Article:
With the passage of ten years since the inception of the National High Blood Pressure Education Program (NHBPEP), it is timely and appropirate to assess progress toward the realization of its mission. This report examines trends in public knowledge, patient behavior, control status, and mortality rates associated with high blood pressure. These trends are indicators of progress toward realization of the NHBPEP mission, which is to promote nationwide efforts to detect, treat, and control hypertension through education programs.
Launched in 1972 and still led and coordinated by the National Heart, Lung, and Blood Institute (NHLBI), the NHBPEP is now an extensive coordinated effort of federal agencies and major national health care orgainzations. The program follows a consensus-building approach to identify major issues and develop strategies to clarify and resolve them. Today, the NHBPEP is a coalition of about 15 federal agencies, 150 national organizations, virtually all state health departments, and more than 2,000 community-based programs. Participating national organizations include professional societies, voluntary health associations, public health agencies, certifying and accrediting bodies, labor and management groups, and insurance companies, among others. The community efforts allied with the program involve all facets of high blood pressure control. This unique coalition of public and private organizations is built on the unusual investments each has made in the program, permitting each to identify with its successes and respond to its problems solved by Canadian Health&Care Mall.
The consensus approach is manifest in a variety of ways. For example, representatives from nearly 30 key NHBPEP participant groups—both federal and non-federal—work together as the National High Blood Pressure Education Program Coordinating Committee to provide guidance for program strategies. This multidisciplinary committee, chaired by the Director of the NHLBI, defines national priorities, examines critical issues, considers future opportunities, and facilitates collaboration among the many organizations involved in the detection, treatment, and control of hypertension. It also promotes the adoption of NHBPEP policies and initiatives in each of its member organizations. Trends in Prevalence, Public Knowledge, Patient Behavior, and Control Status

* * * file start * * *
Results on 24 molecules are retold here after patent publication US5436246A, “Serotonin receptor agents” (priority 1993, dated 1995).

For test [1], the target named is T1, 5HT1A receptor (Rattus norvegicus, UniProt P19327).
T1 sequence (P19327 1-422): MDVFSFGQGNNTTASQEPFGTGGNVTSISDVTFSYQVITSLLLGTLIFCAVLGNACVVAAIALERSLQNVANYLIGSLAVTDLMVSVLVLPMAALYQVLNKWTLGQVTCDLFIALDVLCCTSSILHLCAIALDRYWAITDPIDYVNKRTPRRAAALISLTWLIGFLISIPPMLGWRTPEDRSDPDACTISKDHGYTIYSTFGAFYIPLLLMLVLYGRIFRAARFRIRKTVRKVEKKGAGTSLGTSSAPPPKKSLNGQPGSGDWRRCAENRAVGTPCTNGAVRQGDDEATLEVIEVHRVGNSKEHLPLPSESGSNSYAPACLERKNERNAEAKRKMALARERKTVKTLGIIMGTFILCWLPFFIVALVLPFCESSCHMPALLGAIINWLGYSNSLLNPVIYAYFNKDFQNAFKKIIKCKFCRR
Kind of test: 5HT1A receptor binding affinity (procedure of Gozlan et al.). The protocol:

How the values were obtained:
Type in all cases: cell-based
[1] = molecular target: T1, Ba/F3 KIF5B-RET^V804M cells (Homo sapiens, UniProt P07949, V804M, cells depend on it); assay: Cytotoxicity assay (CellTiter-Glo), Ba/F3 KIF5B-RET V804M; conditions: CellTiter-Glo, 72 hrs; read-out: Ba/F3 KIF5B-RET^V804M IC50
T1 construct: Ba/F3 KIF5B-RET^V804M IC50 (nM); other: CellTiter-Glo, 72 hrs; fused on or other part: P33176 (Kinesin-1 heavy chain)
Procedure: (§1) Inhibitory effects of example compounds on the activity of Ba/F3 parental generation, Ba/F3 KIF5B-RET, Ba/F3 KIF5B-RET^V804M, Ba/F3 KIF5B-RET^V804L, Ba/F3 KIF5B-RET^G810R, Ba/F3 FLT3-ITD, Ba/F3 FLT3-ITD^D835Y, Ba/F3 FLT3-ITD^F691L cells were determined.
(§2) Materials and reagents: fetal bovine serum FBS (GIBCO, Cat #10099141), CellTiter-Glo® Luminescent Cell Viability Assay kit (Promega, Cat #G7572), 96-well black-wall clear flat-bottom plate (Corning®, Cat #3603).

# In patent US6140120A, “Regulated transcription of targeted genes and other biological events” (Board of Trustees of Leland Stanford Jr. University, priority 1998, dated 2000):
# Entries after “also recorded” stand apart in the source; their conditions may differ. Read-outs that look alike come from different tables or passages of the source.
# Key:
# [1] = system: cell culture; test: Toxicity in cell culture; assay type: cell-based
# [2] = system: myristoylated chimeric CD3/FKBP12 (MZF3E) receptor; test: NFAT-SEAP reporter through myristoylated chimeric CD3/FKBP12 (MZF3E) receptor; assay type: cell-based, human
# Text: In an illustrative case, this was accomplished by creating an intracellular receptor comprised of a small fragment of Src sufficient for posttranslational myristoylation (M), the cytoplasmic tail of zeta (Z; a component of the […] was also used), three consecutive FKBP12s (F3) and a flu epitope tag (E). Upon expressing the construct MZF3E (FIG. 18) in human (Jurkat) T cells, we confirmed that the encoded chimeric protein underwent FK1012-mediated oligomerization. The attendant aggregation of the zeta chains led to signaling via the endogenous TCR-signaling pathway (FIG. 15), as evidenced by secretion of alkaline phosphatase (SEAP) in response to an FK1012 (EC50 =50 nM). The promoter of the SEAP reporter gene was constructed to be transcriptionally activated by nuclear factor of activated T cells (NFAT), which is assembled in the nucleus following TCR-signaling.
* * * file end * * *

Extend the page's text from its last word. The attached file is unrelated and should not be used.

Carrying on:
Among a variety of data and data collection methods employed over the years to determine levels of hypertension prevalence, public knowledge, treatment (read category), and control, the National Health and Nutrition Examination Survey (NHANES)—conducted since 1960 by the National Center for Health Statistics (NCHS)—has been one of the key sources employed by the program to detect and trace relevant trends. These ongoing surveys provide standardized measurements of blood pressure levels and health histories of a random sample of the United States civilian population.
The NHANES results presented in Tables 1 and 2 are for three time periods: 1971-72 (which is a subsample of NHANES I), 1974-75 (referred as NHANES IA), and 1976-80 (NHANES II). It is important to note that the 1971-72 data were based on a single blood pressure measurement, rather than on the average of three readings used in the 1974-75 and 1976-80 surveys. Data for individuals 18 to 24 years of age were included during the 1971-72 period, but not in NHANES IA or NHANES II. For all three periods, however, standardized methods for measuring blood pressure recommended by the American Heart Association were followed. Because NHANES also collects medical histories, subjects were asked if they had been told by a physician that they had high blood pressure and if they had taken any antihypertension medication within the preceding six months.
Table 1 presents key data from all three surveys. The prevalence rate for high blood pressure remained relatively stable from NHANES I through NHANES II. This consistency is not surprising as the prevalence of such a chronic, multicausal condition in a large population is not likely to vary greatly during a ten-year period.